Tuesday, March 11, 2014

New Year's Eve in Hong Kong

The cost of a harbor-view room in Hong Kong on New Year's Eve:  Don't ask...

Being able to watch the fireworks from our room:  Priceless!

B and I enjoyed four nights in Hong Kong over the New Year and I saved up to get a harbour-view room at the Intercontinental Grand Stanford in Kowloon.  

While not quite as central as some of the harbour-view hotels closer to the Star Ferry Pier, our hotel in Tsim Sha Tsui East was far more affordable and the views of the spectacular New Year's Eve fireworks were amazing!  I knew it would be impractical to wake up B at midnight to take him out to the promenade to watch the fireworks, so the harbour-view room worked out perfectly and was well worth the expense.  We watched all the action from the comfort of our window sill!


Friday, March 7, 2014

Fun Food Friday: The Mother of All Pancakes

The Mother of all pancakes at Red's Sandwich Shop in Salem, Massachusetts… a foot in diameter and an inch thick… B had a big meal for lunch, we ate the leftovers for dinner that evening and still had some left!

Read about our visit to Salem


Wednesday, March 5, 2014

Don't Miss! Capilano Suspension Bridge Park


Built in 1889, the Capilano Suspension Bridge is 450 feet (137m) long and hangs 230 feet (70m) above Capilano River. 

But Capilano Suspension Bridge Park is far more than just the bridge.  Not only is the park home to the adrenalin-pumping suspension bridge, but the thrilling Cliffwalk, gorgeous rainforest walking paths, trout ponds, a Totem Park and the Treetop Adventure - offering a birds-eye view of the rainforest from a series of viewing platforms and suspension bridges.  It is easy to spend a few hours enjoying this beautiful spot.

Admission isn’t cheap... The cost is $31.95 for adults, $12.00 for kids aged 6-12 (kids under 6 are free!), but I found the park worth every penny.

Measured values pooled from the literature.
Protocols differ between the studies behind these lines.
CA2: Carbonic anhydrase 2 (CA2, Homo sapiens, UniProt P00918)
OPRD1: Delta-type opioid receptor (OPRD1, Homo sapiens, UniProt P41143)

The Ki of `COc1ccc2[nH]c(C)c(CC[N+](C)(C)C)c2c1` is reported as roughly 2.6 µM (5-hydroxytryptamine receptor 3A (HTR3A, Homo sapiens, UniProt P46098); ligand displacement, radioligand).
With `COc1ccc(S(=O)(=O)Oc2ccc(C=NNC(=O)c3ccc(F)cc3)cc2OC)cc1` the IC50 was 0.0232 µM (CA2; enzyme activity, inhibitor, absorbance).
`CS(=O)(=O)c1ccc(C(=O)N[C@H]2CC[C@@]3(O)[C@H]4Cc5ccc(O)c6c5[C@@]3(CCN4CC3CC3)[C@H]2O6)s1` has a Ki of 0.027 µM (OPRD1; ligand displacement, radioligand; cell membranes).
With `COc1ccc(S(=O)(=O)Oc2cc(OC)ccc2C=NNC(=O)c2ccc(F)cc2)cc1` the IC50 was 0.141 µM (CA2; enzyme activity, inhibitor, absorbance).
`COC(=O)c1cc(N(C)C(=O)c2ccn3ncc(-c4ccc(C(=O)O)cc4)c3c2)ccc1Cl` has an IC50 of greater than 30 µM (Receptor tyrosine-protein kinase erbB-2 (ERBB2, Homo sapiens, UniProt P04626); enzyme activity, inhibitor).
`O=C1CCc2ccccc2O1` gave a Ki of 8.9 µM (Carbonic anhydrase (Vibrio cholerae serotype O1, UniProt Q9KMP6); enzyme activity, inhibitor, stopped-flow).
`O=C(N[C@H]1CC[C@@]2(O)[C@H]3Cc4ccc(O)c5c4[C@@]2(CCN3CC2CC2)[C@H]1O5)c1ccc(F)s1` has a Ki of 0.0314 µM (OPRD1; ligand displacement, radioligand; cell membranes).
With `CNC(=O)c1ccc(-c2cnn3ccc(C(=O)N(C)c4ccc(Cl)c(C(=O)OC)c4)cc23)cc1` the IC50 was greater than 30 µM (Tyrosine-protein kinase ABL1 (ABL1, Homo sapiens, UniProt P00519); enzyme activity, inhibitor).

On our visit, B and I arrived by taxi about 30 minutes before the park opened and were the second group in line to enter the park.  I highly recommend arriving as early as possible to give yourself the opportunity to enjoy the bridge with as few other tourists as possible.  Be aware that tour buses get access to the site earlier, so even if you are the first in line to enter, you likely won’t be the only guests there.

Strollers aren’t permitted on the bridge and caution is certainly advised if you are carrying a squirmy child.  But if your child can walk, the bridge feels very safe.  While there is some swaying on the bridge, it isn’t a drastic amount of movement.  At first B was a bit hesitant to head out onto the bridge but after a few steps, he thought it was a blast!

The Capilano Suspension Bridge Park is located about 15 minutes from downtown Vancouver and can be reached via car, taxi or transit (take the Seabus from Vancouver to Lonsdale Quay and take the #236 bus).  A free shuttle trolley is also available to and from several stops in downtown Vancouver. (We used the shuttle to get back to Vancouver - be warned the trolley is a VERY bumpy ride, so if you have back problems or have a napping baby, you may want to give it a miss).

Visit the official website for more information.







Monday, March 3, 2014

Doppleganger?



Is it just me or does this photo at our hotel in Paris, look an awful lot like Josh Ramsay of Mariana’s Trench?